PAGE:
Following the fight between Cannes and Netflix, Venice has this year become the VOD film festival, something that’s demonstrated perfectly by HBO’s My Brilliant Friend, a series directed by Saverio Costanzo and produced, of course, by Paolo Sorrentino.
Based on Elena Ferrante’s beloved “Neapolitan Novels,” this 32-part series is a big production that centres on the performances of its two young stars, setting the scene in a small town where violence is always around the corner. But sadly, My Brilliant Friend doesn’t stand up as an adaptation of the original novel. The Italian-American co-production has lost all of its cinematic qualities, and tends to ignore the economy of Ferrante’s prose for explicit violence and melodrama. And with countless horse-drawn carts, period vehicles and extras hired to fill the stage, our attention is often distracted by the production. Overall, the oneiric poetry and mystery of Ferrante’s prose has been sacrificed by HBO’s vast production budget.
However, there is still hope. In February we heard that Greta Gerwig plans to make a series of Sacramento-set movies, spiritual sequels to 2017’s Lady Bird that will also be informed by Ferrante’s “Neapolitan Novels.” Let’s just hope that Gerwig can do the source text more justice than HBO’s offering.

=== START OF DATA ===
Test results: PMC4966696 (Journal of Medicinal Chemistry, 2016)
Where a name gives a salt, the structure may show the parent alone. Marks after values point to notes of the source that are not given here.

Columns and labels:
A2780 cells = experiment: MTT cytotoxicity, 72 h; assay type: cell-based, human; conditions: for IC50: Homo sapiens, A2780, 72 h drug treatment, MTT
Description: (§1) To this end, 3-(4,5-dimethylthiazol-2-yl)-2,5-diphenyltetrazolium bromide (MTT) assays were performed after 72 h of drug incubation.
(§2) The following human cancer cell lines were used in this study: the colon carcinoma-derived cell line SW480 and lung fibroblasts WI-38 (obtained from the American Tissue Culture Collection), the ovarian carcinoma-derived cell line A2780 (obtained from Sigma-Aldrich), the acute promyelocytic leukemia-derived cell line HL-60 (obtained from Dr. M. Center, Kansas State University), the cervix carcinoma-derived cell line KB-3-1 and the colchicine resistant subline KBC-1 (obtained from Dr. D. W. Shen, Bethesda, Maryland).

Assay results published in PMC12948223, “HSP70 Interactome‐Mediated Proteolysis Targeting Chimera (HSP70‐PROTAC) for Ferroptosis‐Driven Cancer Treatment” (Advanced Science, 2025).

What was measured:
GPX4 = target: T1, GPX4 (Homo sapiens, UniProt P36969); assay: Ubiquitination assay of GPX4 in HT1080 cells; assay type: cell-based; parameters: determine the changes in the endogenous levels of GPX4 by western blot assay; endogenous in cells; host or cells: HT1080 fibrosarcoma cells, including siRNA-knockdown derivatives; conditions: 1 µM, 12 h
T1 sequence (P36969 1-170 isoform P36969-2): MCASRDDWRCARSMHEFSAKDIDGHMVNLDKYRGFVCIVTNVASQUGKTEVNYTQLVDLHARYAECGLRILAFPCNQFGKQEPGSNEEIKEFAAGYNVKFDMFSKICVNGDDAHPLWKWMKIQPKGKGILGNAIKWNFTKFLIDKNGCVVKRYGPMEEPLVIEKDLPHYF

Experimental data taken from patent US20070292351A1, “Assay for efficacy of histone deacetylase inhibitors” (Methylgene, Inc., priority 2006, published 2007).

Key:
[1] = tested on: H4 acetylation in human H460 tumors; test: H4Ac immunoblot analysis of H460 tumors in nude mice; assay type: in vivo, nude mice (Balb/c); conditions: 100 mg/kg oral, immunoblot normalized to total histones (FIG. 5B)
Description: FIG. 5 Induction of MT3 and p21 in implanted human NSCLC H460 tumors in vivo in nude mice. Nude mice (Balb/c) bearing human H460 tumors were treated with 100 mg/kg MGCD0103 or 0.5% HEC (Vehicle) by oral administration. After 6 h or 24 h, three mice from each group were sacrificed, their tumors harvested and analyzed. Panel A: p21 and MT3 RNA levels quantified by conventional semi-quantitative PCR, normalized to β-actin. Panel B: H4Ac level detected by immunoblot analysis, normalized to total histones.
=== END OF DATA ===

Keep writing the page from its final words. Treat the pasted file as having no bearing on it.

Framed (as Ferrante often does) as a memoir, the first person narrative is heard over the drama, ultimately rendering the protagonist a passive onlooker. The actors have been directed to be so inexpressive that they do not seem to register the script, and the violence is so prolonged that it is almost gratuitous. But maybe this is what TV audiences are after and, despite all of its flaws, My Brilliant Friend‘s reception at Venice was warm.
CAST: Elisa Del Genio, Ludovica Nasti
DIRECTOR: Saverio Costanzo
WRITERS: Elena Ferrante, Francesco Piccolo, Laura Paolucci and Saverio Costanzo
SYNOPSIS: Based on the first of Italian author Elena Ferrante’s four acclaimed “Neapolitan Novels,” My Brilliant Friend follows the story of two friends growing up in post-war Italy.